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Definition of an Ellipse


Date: 4 Jan 1995 11:00:53 -0500
From: Denise Lu
Subject: (none)


To Whom it May Concern:

I have a question concerning the concept of an ellipse. It is said that 
the equation for an ellipse is Pf + Pr= 2a where P is a point on the 
ellipse and f and r are the points of the foci. How do we know that this 
is true, that is that Pf + Pr = 2a? How did we come up with the constant 
of 2a?  
                                                  Thank you,
                                                  Denise Lu 


Date: 4 Jan 1995 17:26:02 -0500
From: Dr. Ken
Subject: Re: your mail

Hello there!

As a matter of fact, this equation is the _definition_ of an ellipse
(although different people will give you different definitions, this is
certainly a standard one).  Let's see what it means.

You know that a circle is all the points in a plane which are a constant
distance from a fixed point.  We call this distance the radius of the
circle.  Well, an ellipse is kind of a more general form of the circle.  
We define an ellipse as the set of points which are a fixed distance from
_two_points_ (the foci), i.e. that the sum of the two distances from any
point on the ellipse to the two foci is the same no matter where you are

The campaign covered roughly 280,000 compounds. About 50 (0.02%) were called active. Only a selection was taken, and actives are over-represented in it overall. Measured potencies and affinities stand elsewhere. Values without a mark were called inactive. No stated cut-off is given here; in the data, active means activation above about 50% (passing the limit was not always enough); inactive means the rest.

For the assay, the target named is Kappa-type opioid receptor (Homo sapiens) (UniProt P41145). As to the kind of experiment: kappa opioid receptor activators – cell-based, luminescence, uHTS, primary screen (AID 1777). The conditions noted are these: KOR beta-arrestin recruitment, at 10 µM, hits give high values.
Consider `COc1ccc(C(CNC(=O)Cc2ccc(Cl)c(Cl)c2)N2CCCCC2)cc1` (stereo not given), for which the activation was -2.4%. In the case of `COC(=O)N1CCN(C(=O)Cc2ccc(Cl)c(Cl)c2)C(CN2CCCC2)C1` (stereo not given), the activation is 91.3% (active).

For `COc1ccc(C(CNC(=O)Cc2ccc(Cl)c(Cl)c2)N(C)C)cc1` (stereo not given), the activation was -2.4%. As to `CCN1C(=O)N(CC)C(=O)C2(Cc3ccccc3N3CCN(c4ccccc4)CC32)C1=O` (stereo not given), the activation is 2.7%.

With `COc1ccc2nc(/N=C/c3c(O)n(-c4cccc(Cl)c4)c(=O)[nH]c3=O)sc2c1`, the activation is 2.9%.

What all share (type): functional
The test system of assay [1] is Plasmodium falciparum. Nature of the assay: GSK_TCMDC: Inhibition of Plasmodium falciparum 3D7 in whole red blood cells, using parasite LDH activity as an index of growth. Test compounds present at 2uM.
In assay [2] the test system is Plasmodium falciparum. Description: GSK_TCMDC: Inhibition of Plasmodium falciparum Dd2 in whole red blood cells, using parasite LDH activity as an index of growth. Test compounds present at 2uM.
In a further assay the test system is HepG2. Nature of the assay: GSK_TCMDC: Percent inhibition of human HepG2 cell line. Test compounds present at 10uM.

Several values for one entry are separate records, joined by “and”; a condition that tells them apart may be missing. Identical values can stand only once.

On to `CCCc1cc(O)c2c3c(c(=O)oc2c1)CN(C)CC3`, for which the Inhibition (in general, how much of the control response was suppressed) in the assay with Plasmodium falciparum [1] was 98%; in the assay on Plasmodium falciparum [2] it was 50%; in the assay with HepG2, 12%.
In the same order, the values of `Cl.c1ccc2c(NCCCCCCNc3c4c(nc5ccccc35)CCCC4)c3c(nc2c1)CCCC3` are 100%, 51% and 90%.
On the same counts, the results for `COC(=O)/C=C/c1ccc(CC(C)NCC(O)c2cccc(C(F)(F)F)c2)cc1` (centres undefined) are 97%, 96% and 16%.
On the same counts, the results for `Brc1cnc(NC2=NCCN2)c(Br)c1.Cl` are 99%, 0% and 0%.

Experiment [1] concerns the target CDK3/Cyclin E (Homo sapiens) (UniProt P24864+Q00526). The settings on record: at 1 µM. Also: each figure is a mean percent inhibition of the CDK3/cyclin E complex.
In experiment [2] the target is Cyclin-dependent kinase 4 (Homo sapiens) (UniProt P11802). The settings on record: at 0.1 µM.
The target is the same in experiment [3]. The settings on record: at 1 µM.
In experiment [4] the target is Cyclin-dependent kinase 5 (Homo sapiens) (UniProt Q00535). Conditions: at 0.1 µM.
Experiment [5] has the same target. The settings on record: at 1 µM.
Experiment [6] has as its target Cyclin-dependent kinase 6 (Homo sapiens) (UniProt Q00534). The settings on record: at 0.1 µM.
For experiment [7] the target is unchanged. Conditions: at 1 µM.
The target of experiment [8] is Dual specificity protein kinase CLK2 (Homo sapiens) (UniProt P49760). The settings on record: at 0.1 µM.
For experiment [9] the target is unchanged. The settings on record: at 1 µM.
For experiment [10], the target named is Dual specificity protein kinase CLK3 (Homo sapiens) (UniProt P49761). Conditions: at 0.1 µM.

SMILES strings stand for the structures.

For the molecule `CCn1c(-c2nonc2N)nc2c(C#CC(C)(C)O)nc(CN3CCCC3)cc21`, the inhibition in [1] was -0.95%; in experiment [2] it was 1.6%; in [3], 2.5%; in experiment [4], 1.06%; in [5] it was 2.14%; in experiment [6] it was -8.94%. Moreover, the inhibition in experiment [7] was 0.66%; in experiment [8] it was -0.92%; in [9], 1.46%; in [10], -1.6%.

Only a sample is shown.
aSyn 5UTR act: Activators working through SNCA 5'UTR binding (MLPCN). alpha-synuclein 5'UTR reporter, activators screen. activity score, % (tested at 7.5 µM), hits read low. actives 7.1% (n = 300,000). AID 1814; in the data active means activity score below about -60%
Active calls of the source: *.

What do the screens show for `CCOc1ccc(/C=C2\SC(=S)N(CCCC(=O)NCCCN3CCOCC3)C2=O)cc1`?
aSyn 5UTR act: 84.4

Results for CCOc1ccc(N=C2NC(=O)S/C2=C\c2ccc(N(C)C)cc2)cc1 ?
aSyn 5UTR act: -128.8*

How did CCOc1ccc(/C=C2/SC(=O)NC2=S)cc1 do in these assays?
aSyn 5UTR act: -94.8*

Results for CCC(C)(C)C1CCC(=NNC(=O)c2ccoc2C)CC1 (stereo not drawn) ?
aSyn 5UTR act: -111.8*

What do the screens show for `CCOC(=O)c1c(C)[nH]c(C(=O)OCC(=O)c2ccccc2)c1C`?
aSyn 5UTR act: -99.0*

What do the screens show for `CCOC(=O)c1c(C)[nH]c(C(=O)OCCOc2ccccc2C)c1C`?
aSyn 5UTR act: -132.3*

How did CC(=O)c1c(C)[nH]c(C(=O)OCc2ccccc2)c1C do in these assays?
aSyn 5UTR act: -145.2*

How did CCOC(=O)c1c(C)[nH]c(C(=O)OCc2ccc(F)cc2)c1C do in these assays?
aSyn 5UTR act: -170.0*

on the ellipse.

If you're dealing with a circle, the two foci points are just the same
point.  Let O be the center of the circle and let P be any point on the
ellipse.  As in your equation, I'll let PO be the distance between O and P.
So then we have PO = a, where a is the radius of the circle.  That means
that if any point P in the whole plane satisfies this equation (once we've
picked an a), it qualifies as a point on the circle.

Now let's rewrite this equation as PO + PO = 2a.  I've just multiplied 
by 2. Now if we let the circle have two centers instead of just one, i.e. 
replace the point O with your foci f and r, we'll get the equation 
Pf + Pr = 2a. That's the equation you have.  So in a sense, a is the 
"radius" of the ellipse.  

I hope this helps clear things up.  Write back if you have more questions!

-Ken "Dr." Math
    
Associated Topics:
High School Conic Sections/Circles
High School Definitions
High School Geometry

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